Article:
Microbiology

When Microbes Go Rogue

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Science  08 Jun 2012:
Vol. 336, Issue 6086, pp. 1213
DOI: 10.1126/science.336.6086.1213-a
CREDIT: JANICE HANEY CARR/CDC

In the gut, maintaining the peace is key—we live symbiotically with the trillions of microbes that inhabit this space, and rarely do any problems arise. But disruptions to this peace, as in the form of antibiotics, have the potential to cause disease. Ayres et al. explored this by treating mice with antibiotics and a chemical that causes colitis by disrupting gut epithelial cell integrity. Surprisingly, antibiotic- and chemical-treated mice did not develop colitis—instead, they developed a lethal, sepsis-like disease. Investigation into what caused septicemia in the mice revealed that it was the result of the outgrowth of an antibiotic-resistant strain of Escherichia coli that is normally present in the guts of healthy mice in small amounts. In accordance with Koch's postulates, injection of this strain of E. coli caused a sepsis-like disease in mice that were not treated with antibiotics or the colitis-inducing chemical. Disease depended on the Naip5-Nlrc4 inflammasome complex, which did not regulate bacterial growth but rather promoted immunopathology. This study illuminates how some microbes that we normally harbor without a problem can “go rogue”—with devastating effects—when the normal peace is disturbed.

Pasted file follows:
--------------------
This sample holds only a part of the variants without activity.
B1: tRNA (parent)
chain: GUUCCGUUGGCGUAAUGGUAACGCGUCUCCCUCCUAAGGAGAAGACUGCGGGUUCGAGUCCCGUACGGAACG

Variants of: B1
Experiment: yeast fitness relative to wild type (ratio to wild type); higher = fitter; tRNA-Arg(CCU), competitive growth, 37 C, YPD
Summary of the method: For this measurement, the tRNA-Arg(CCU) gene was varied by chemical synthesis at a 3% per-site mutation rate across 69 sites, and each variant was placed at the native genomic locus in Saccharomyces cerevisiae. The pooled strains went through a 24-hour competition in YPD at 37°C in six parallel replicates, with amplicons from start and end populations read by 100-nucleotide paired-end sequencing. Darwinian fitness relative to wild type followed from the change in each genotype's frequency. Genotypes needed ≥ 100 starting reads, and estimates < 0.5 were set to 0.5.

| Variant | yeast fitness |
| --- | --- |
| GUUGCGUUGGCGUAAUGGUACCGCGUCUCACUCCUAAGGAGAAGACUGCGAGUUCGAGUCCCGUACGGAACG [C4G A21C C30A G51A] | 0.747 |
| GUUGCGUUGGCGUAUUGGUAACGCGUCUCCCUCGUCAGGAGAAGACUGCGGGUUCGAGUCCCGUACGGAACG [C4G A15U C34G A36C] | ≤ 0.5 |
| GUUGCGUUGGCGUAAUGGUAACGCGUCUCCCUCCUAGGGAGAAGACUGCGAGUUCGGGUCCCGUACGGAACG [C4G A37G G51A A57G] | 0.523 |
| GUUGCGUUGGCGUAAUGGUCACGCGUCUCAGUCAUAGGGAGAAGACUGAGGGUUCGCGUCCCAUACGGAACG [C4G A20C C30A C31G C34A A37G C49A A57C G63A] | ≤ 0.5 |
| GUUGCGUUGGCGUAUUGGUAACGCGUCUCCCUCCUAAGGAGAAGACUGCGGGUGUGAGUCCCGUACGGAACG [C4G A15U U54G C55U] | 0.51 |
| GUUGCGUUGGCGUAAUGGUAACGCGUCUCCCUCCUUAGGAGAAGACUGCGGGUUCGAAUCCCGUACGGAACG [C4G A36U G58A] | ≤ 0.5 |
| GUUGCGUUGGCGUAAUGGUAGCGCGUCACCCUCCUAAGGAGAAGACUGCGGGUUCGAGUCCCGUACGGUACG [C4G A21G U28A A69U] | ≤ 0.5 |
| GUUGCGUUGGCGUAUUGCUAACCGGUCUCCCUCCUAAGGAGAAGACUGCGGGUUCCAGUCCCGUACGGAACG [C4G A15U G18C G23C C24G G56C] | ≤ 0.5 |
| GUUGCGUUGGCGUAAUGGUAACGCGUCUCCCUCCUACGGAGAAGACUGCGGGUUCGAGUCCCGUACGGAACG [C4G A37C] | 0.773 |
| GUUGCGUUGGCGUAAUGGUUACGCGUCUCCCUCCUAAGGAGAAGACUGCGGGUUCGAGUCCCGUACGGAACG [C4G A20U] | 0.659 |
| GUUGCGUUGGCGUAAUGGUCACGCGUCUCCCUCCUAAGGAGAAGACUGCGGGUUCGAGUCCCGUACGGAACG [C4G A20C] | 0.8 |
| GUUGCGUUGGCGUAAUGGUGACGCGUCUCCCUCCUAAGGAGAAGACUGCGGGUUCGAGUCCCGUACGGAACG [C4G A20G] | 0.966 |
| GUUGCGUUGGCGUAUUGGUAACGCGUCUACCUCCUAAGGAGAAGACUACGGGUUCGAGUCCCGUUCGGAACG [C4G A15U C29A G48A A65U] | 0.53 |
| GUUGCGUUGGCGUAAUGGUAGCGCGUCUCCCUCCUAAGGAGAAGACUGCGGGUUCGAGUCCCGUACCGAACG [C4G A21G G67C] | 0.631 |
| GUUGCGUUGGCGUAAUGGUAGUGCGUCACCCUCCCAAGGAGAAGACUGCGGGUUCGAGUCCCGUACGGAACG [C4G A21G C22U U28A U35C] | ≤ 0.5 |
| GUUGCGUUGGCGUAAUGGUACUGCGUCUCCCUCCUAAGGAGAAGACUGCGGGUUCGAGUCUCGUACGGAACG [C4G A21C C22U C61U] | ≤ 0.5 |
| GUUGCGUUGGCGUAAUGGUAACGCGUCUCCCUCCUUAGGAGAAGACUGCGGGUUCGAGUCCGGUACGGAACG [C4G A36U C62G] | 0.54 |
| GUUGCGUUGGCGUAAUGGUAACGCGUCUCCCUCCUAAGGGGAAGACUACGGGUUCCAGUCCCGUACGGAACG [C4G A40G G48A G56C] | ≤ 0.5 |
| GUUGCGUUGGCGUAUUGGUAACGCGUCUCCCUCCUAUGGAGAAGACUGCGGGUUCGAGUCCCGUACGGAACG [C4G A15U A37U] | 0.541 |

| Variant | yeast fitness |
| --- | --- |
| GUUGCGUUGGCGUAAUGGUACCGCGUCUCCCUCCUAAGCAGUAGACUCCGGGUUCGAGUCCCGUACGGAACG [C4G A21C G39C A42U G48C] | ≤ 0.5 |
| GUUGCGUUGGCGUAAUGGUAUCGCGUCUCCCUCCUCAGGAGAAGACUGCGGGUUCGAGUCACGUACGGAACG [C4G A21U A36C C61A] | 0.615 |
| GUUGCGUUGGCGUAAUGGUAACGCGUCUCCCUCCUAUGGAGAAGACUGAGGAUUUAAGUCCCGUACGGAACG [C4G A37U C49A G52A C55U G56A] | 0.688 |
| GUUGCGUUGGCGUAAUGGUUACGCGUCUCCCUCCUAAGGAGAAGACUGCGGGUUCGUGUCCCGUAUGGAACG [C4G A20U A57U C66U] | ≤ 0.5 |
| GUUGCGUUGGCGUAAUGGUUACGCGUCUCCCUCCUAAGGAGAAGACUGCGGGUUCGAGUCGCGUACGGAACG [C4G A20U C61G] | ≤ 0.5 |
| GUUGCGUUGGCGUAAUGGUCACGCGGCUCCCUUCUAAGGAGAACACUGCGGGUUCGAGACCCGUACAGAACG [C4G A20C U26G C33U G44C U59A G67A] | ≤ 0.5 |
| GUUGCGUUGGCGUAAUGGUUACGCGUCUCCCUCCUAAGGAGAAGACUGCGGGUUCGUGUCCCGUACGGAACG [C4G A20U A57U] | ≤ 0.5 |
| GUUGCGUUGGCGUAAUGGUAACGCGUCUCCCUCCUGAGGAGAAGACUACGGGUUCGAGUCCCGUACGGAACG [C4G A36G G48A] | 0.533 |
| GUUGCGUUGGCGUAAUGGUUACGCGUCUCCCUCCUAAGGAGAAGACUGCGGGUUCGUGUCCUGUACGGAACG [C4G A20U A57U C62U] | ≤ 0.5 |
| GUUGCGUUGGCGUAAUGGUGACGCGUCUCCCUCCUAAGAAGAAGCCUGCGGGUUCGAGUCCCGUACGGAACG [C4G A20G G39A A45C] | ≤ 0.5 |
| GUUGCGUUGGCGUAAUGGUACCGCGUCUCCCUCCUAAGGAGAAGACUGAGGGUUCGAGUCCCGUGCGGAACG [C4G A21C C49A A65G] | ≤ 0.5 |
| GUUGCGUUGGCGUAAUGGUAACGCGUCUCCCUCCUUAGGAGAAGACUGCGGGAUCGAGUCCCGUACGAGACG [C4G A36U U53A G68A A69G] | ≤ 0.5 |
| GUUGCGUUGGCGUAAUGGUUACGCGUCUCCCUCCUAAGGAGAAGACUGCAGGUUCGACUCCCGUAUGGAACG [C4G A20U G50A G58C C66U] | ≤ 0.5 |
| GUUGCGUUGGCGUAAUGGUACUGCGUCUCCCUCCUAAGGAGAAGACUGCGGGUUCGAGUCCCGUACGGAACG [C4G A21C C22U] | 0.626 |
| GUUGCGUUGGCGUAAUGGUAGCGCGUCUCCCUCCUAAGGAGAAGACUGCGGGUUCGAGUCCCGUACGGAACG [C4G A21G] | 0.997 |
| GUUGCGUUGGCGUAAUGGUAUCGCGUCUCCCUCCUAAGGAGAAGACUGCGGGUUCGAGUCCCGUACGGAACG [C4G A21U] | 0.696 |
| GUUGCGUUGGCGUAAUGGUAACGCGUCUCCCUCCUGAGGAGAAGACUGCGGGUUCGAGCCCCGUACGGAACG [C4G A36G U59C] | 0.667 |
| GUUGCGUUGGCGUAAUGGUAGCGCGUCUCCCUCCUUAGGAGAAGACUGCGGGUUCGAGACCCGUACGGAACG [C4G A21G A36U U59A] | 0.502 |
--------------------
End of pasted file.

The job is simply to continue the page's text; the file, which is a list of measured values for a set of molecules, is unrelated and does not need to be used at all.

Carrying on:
Nat. Med. 18, 799 (2012).

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